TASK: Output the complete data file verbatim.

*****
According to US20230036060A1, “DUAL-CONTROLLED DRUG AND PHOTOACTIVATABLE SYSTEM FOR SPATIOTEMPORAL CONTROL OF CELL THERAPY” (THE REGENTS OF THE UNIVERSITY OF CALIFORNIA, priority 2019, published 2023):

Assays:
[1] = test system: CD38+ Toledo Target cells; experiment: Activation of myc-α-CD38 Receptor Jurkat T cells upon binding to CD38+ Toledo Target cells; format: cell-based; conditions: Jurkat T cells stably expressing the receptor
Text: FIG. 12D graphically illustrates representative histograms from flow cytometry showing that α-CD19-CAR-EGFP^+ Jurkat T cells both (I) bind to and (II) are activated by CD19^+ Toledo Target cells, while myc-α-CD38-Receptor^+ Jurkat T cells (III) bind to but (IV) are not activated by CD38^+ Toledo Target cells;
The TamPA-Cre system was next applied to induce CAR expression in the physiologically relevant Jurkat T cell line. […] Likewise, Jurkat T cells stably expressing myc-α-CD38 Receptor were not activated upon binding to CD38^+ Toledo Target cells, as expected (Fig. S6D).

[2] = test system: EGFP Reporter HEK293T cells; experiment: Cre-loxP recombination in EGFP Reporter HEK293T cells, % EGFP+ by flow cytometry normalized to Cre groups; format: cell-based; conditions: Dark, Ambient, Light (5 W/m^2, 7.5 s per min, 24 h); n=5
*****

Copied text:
According to US20230036060A1, “DUAL-CONTROLLED DRUG AND PHOTOACTIVATABLE SYSTEM FOR SPATIOTEMPORAL CONTROL OF CELL THERAPY” (THE REGENTS OF THE UNIVERSITY OF CALIFORNIA, priority 2019, published 2023):

Assays:
[1] = test system: CD38+ Toledo Target cells; experiment: Activation of myc-α-CD38 Receptor Jurkat T cells upon binding to CD38+ Toledo Target cells; format: cell-based; conditions: Jurkat T cells stably expressing the receptor
Text: FIG. 12D graphically illustrates representative histograms from flow cytometry showing that α-CD19-CAR-EGFP^+ Jurkat T cells both (I) bind to and (II) are activated by CD19^+ Toledo Target cells, while myc-α-CD38-Receptor^+ Jurkat T cells (III) bind to but (IV) are not activated by CD38^+ Toledo Target cells;
The TamPA-Cre system was next applied to induce CAR expression in the physiologically relevant Jurkat T cell line. […] Likewise, Jurkat T cells stably expressing myc-α-CD38 Receptor were not activated upon binding to CD38^+ Toledo Target cells, as expected (Fig. S6D).

[2] = test system: EGFP Reporter HEK293T cells; experiment: Cre-loxP recombination in EGFP Reporter HEK293T cells, % EGFP+ by flow cytometry normalized to Cre groups; format: cell-based; conditions: Dark, Ambient, Light (5 W/m^2, 7.5 s per min, 24 h); n=5